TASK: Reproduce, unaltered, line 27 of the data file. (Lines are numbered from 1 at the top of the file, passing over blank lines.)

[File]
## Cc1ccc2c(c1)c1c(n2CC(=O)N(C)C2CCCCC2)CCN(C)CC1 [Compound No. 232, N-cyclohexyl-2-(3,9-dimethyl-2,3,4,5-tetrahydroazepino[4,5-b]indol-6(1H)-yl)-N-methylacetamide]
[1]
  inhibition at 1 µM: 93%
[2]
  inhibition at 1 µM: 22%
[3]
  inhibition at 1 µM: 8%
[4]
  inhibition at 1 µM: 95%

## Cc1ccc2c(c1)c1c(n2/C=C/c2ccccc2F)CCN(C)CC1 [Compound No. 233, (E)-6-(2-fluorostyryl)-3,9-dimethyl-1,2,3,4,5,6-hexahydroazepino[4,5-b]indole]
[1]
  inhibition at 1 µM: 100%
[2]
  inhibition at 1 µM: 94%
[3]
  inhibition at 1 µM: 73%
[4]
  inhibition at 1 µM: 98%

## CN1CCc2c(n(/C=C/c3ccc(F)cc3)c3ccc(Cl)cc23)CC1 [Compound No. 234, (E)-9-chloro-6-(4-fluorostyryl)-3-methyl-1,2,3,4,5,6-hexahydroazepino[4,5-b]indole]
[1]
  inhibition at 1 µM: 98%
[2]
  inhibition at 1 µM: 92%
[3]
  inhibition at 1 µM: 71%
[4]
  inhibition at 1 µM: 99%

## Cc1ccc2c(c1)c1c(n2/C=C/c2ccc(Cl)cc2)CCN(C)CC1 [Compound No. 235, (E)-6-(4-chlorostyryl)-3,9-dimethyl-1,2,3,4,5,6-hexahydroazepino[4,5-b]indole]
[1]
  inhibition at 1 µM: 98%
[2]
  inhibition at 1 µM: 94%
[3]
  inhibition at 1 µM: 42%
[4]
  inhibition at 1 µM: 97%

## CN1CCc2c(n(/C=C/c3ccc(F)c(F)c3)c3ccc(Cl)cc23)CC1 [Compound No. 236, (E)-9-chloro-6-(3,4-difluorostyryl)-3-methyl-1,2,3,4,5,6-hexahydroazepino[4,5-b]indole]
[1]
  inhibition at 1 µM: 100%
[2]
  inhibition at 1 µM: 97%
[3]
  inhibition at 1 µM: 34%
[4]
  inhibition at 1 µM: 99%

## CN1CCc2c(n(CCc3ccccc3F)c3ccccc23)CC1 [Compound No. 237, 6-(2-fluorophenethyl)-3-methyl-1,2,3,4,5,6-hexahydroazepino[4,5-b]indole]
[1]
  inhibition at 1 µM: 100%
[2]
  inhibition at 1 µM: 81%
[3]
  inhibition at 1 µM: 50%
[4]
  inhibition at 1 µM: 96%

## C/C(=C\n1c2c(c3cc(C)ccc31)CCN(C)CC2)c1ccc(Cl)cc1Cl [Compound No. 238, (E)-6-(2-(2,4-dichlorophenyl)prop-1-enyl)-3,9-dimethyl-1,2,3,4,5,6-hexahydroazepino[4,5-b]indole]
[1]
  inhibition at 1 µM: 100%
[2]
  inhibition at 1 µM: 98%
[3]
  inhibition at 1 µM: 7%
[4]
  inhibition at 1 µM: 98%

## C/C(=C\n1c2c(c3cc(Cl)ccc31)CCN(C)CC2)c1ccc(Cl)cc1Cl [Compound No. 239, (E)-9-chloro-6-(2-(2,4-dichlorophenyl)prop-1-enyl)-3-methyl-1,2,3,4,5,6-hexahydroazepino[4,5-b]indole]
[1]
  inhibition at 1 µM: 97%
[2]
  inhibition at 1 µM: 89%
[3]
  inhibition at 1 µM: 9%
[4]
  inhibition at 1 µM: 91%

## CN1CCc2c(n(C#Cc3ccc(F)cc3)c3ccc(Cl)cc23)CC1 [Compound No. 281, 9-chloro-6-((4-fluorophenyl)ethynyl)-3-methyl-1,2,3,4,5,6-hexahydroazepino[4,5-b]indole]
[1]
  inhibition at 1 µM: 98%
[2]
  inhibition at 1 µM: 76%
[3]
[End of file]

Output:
  inhibition at 1 µM: 99%